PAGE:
The TOWNHOUSE at 857 Carroll Street, A Park Slope Masterpiece


The fact that Porter and I get to wake up and peek inside some of New York's most beautiful buildings and homes...and then, in the best cases, fill them with furniture and art we love...requires almost daily I-must-be-dreaming pinches. And when the Harkov Lewis Team (Porter's team at Halstead) brought us in to help prepare a 1901 Romanesque Revival mansion for sale, our jaws practically dropped. This was no small undertaking: 4,300 square feet. Ten rooms (not including the garden apartment). Three floors...and a patio. 

The woodwork and floors alone are fit for kings. The furniture had to honor that, but also bring the home into the 21st century. For us, that meant lots of copper and metals, jewel tones, Chinoiserie touches and mid-century Italian dream pieces. We also asked our friends to help with the art...and our minds are just blown with how seamlessly they all work in the space and with each other. 

We love pretending that we're decorating for a real family when we stage. In this case, the family included an Italian zoologist father who has a music-loving teenage daughter from his first marriage. Together with his second wife, a French botanist, he has two twin eight year old boys who love astronomy and cars and a new baby girl who enjoys Frank Gehry pop-up books. They chose to live at 857 Carroll because of the proximity to the Brooklyn Botanical Garden where the wife headed up tropical plants, but they're now leaving Brooklyn so she can finally write her book about the jungles of Costa Rica. You know, one of those families.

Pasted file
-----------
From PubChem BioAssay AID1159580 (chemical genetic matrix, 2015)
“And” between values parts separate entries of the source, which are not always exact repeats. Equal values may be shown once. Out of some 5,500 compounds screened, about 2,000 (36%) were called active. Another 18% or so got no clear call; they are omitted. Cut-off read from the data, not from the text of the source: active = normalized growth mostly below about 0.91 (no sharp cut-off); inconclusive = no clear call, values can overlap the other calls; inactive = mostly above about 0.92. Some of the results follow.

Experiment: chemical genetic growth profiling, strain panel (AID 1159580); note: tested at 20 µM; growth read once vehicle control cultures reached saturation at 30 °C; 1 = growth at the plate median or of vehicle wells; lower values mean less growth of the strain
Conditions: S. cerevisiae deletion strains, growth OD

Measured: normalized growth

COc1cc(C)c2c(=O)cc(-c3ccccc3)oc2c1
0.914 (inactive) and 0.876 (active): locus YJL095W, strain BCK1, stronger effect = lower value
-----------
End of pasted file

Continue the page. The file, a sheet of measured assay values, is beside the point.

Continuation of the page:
Here's the full tour of the house. Stay tuned for a special invitation and event that will let you really step inside! 


Tommaso Barbi's 1960s burled wood and brass backgammon table is our newest pride and joy. We thought it would be fun to add some purple neon to the mix, too. 


A large-scale photo from Ian Tong's Feathers and Fur series looks over the front parlor. The images of Scandinavian taxidermy are part of a larger documentary project, 'Artifice,' which explores man's endeavors to duplicate reality. Images from this series have been selected to appear in the prestigious American Photography annual #27 and were taking in Stockholm in 2009. 




C.T. Bray's sculptures line the parlor fireplace mantle. The French, 19th century fireplace screen is hand-painted. The sectional is designed after Vladamir Kagan.


Our HOVEY DESIGN DIY leaf lamp (after Tommaso Barbi) illuminates one of my paintings. Tom Dixon's coffee set serves as the centerpiece in the dining room. 



Bradford Robotham's Architectural Abstractions I-III hang in the master suite reading room where we added Persian rugs, a Le Corbusier lounge and our favorite tortoise shell floor lamps of all time. 



Margaux Ogden's Mass Sext (acrylic on canvas, 2015) hangs over the bed in the master bedroom. She just had a big show in LA and we could not be more excited for her success - and to have THREE of her works in the house. 


Her work, Not Long Now (acrylic on canvas, 2015), hangs over vintage club chairs in the master bedroom. 



We transformed Ikea's Fjellse beds into glamorous tortoise shell with some stain and Q-Tips. Porter created a wonderful space scene in chalk. 





Kirkland Bray's collages give life to the teenager's room. His Smooch hangs over the fireplace. 















3 comments

  1. Absolutely gorgeous! Belongs in the archives of World of Interiors! Wish I was in the area to go see it, but love the bedside lamps? Where from?

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